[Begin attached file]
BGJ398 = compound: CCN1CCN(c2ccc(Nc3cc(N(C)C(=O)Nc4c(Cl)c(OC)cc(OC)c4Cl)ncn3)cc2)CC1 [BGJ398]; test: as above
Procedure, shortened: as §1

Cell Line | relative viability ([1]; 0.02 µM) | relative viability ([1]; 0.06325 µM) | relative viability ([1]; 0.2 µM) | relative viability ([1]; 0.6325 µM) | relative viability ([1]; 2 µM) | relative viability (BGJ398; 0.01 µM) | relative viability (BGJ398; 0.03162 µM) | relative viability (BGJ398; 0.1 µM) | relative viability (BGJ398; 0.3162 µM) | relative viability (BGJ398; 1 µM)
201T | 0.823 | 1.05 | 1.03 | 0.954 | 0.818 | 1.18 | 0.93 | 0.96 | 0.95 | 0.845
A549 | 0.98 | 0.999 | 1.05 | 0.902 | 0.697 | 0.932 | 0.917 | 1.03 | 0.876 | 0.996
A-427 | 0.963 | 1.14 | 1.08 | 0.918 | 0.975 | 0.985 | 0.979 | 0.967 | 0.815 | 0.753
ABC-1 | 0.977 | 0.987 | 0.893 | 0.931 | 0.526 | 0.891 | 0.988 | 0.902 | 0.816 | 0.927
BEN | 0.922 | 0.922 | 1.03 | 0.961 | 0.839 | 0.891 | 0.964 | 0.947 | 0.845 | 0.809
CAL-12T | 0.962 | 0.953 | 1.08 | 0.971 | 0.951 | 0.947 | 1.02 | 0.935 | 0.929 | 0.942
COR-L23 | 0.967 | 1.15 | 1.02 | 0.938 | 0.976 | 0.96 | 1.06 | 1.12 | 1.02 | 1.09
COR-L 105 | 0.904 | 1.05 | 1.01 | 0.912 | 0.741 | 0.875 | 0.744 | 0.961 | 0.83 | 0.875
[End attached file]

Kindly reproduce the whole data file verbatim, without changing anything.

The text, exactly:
BGJ398 = compound: CCN1CCN(c2ccc(Nc3cc(N(C)C(=O)Nc4c(Cl)c(OC)cc(OC)c4Cl)ncn3)cc2)CC1 [BGJ398]; test: as above
Procedure, shortened: as §1

Cell Line | relative viability ([1]; 0.02 µM) | relative viability ([1]; 0.06325 µM) | relative viability ([1]; 0.2 µM) | relative viability ([1]; 0.6325 µM) | relative viability ([1]; 2 µM) | relative viability (BGJ398; 0.01 µM) | relative viability (BGJ398; 0.03162 µM) | relative viability (BGJ398; 0.1 µM) | relative viability (BGJ398; 0.3162 µM) | relative viability (BGJ398; 1 µM)
201T | 0.823 | 1.05 | 1.03 | 0.954 | 0.818 | 1.18 | 0.93 | 0.96 | 0.95 | 0.845
A549 | 0.98 | 0.999 | 1.05 | 0.902 | 0.697 | 0.932 | 0.917 | 1.03 | 0.876 | 0.996
A-427 | 0.963 | 1.14 | 1.08 | 0.918 | 0.975 | 0.985 | 0.979 | 0.967 | 0.815 | 0.753
ABC-1 | 0.977 | 0.987 | 0.893 | 0.931 | 0.526 | 0.891 | 0.988 | 0.902 | 0.816 | 0.927
BEN | 0.922 | 0.922 | 1.03 | 0.961 | 0.839 | 0.891 | 0.964 | 0.947 | 0.845 | 0.809
CAL-12T | 0.962 | 0.953 | 1.08 | 0.971 | 0.951 | 0.947 | 1.02 | 0.935 | 0.929 | 0.942
COR-L23 | 0.967 | 1.15 | 1.02 | 0.938 | 0.976 | 0.96 | 1.06 | 1.12 | 1.02 | 1.09
COR-L 105 | 0.904 | 1.05 | 1.01 | 0.912 | 0.741 | 0.875 | 0.744 | 0.961 | 0.83 | 0.875